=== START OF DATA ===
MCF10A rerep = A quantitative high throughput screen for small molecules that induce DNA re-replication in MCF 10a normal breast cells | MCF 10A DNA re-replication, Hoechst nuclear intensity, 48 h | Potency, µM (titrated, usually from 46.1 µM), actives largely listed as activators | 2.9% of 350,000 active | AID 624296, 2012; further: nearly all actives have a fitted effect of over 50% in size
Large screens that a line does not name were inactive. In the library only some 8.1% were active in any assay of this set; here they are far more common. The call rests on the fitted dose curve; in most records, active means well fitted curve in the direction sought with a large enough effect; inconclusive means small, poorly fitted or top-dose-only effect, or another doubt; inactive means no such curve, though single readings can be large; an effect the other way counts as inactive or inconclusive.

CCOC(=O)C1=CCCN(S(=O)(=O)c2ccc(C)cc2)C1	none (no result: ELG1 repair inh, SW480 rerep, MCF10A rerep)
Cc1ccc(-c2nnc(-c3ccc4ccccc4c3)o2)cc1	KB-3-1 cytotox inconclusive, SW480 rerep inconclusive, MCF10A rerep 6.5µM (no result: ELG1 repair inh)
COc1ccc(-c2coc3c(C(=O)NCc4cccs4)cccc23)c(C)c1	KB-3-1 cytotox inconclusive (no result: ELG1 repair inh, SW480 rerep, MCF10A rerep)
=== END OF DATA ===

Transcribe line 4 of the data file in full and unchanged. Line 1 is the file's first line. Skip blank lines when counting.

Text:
Cc1ccc(-c2nnc(-c3ccc4ccccc4c3)o2)cc1	KB-3-1 cytotox inconclusive, SW480 rerep inconclusive, MCF10A rerep 6.5µM (no result: ELG1 repair inh)